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  • melanie gonick/MIT
  • Robotic sorting gets a grip

    Robots learn to pick up items and classify them.

    • by Jennifer Chu
    • April 25, 2018
    • Elliott Donlon (left) and Francois Hogan observe the robotic sorting arm.

    Engineers from MIT and Princeton University have developed a robotic system that may one day lend a hand in unpacking groceries and other picking and sorting tasks, from organizing products in a warehouse to clearing debris from a disaster zone.

    The team’s design is based on two general operations: picking (the act of successfully grasping an object) and perceiving (the ability to recognize and classify an object, once grasped).   

    The researchers engineered a standard industrial robotic arm outfitted with a custom gripper and suction cup. They then trained the robotic arm to pick novel objects from a cluttered bin, using any one of four main grasping behaviors: suctioning onto an object, either vertically or from the side; gripping the object vertically like a claw; or, for objects that lie flush against a wall, gripping vertically and then using a flexible spatula to slide between the object and the wall.

    This story is part of the May/June 2018 Issue of the MIT News Magazine
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    The team showed the robot images of bins cluttered with objects, captured from the robot’s vantage point. They then showed the robot which objects were graspable—with which of the four main grasping behaviors—and which were not, marking each example as a success or failure. They did this for hundreds of examples, and over time, the researchers built up a library of picking successes and failures. They incorporated this library into a deep neural network—a multilayered algorithm that enables the robot to match the current problem it faces with a successful outcome from the past.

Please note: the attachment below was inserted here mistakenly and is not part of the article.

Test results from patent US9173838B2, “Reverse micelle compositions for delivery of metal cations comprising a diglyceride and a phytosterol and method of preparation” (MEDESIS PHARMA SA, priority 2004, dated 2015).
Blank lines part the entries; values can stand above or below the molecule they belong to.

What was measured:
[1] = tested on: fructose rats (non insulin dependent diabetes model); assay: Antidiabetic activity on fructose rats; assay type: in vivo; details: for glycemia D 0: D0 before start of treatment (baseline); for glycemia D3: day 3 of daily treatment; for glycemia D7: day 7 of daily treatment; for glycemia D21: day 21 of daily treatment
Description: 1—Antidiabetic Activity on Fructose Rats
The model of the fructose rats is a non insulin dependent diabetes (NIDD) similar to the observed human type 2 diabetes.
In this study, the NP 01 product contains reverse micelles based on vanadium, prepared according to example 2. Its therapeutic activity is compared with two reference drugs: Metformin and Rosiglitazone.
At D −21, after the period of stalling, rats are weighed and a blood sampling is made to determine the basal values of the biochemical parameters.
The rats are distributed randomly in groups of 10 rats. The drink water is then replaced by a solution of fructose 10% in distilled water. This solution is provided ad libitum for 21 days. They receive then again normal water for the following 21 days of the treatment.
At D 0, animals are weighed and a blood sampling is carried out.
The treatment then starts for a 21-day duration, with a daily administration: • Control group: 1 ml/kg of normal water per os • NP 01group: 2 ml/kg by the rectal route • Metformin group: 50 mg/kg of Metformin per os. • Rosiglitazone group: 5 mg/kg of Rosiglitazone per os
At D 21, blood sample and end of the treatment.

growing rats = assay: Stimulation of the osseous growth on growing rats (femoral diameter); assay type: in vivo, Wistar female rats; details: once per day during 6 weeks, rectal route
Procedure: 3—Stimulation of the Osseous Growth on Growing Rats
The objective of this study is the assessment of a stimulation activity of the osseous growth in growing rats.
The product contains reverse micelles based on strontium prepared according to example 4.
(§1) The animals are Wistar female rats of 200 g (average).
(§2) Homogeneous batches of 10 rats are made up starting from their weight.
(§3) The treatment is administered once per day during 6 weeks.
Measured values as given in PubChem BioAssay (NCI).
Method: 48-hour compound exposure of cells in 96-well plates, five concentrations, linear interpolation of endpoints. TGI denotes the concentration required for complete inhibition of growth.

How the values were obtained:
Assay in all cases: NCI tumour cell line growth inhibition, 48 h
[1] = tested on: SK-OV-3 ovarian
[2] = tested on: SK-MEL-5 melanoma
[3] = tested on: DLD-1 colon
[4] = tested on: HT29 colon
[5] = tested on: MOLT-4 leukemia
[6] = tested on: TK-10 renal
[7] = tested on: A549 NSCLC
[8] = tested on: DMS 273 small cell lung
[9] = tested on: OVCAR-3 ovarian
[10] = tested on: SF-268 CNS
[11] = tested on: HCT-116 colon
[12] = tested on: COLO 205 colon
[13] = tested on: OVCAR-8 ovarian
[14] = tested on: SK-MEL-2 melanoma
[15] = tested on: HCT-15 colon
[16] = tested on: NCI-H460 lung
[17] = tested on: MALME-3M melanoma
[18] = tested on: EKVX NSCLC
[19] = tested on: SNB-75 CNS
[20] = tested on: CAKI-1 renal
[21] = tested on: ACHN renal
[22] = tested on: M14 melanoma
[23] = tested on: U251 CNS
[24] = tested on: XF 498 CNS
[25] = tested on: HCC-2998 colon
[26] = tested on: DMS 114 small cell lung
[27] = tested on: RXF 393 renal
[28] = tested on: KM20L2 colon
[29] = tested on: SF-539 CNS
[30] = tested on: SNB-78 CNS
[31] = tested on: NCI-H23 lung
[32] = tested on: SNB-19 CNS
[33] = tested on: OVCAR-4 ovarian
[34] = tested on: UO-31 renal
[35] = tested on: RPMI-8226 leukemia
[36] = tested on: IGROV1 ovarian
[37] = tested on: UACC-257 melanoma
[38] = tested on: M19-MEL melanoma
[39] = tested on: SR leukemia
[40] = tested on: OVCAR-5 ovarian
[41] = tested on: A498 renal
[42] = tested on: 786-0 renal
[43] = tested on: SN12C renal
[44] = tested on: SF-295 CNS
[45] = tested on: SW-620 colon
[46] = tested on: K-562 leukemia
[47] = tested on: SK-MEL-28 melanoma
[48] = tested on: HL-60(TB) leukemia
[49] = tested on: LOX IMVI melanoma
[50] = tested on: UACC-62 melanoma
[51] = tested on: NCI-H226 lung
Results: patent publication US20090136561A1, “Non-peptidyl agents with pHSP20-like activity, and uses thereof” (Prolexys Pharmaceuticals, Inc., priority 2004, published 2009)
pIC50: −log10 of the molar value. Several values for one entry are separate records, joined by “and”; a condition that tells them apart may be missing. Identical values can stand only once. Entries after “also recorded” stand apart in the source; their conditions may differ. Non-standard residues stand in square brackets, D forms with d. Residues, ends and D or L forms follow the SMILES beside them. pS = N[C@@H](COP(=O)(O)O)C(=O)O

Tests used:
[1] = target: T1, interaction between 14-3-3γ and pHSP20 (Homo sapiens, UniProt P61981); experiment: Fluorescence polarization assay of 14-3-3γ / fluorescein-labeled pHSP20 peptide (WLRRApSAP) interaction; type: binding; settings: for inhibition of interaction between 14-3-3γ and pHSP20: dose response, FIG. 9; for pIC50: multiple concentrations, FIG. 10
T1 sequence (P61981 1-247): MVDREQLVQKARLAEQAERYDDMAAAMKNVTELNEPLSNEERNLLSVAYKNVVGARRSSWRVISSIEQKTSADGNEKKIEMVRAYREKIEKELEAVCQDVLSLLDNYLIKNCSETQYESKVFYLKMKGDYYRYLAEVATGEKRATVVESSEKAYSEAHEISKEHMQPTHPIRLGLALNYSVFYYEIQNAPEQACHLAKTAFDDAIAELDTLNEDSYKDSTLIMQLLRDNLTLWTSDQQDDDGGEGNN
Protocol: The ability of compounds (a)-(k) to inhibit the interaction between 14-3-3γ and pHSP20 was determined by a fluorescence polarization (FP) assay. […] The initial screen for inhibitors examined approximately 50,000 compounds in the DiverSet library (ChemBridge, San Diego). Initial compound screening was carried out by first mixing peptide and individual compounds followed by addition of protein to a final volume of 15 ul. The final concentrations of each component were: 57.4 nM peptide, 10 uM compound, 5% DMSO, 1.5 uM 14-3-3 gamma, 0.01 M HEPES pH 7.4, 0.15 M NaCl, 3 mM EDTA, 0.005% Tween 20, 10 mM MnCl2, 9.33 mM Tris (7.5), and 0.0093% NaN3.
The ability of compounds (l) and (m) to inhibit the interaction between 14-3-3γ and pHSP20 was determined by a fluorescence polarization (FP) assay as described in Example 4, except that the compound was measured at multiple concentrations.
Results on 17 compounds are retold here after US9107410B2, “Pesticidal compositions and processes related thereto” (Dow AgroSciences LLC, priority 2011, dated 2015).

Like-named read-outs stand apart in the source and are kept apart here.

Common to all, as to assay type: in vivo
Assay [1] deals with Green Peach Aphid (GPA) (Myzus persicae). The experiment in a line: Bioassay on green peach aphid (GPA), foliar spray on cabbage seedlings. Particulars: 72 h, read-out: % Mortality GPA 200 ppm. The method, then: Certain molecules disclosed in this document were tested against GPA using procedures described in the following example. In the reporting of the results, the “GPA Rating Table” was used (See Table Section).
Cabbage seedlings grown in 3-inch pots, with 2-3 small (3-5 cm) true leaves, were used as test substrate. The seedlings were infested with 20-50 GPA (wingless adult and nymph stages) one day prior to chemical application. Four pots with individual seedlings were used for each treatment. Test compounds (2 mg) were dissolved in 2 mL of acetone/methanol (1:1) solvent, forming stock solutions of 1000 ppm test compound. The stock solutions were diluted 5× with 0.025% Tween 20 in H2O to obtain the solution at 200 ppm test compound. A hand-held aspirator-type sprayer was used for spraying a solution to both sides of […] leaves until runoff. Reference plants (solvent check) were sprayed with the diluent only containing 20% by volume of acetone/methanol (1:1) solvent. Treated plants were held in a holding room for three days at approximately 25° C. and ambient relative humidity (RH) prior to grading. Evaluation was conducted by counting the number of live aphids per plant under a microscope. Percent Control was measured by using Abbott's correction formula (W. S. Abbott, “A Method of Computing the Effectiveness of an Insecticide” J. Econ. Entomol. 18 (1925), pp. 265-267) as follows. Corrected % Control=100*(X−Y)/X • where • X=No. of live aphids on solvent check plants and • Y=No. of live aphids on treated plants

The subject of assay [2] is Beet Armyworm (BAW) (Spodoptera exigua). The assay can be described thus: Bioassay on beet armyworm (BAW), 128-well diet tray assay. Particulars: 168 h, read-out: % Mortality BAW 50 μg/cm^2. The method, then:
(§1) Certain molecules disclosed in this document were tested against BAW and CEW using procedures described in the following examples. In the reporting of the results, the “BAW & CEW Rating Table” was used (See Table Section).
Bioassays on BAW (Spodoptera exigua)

The robotic sorting arm at work.
    melanie gonick/MIT

    The researchers also developed a perception system, enabling the robot to classify an object once it’s been successfully grasped. They assembled a library of product images, taken from online sources such as retailer websites, and labeled each image with the correct identification—for instance, duct tape versus masking tape. Then they developed another learning algorithm to relate the pixels in a given image to the correct label for a given object.

    At the Amazon Robotics Challenge in Japan last July, the team’s two-ton robot faced off against 15 other bots in a competition to pick and stow objects from a cluttered bin. The robot stowed all 20 objects in the allotted time, earning first place in the stowing category.

    “This [system] can be applied to warehouse sorting but also may be used to pick things from your kitchen cabinet or clear debris after an accident. There are many situations where picking technologies could have an impact,” says mechanical engineering professor Alberto Rodriguez. He and his colleagues at MIT and Prince-ton will present a paper detailing their system at the IEEE International Conference on Robotics and Automation in May.

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    The robotic sorting arm at work.
    melanie gonick/MIT
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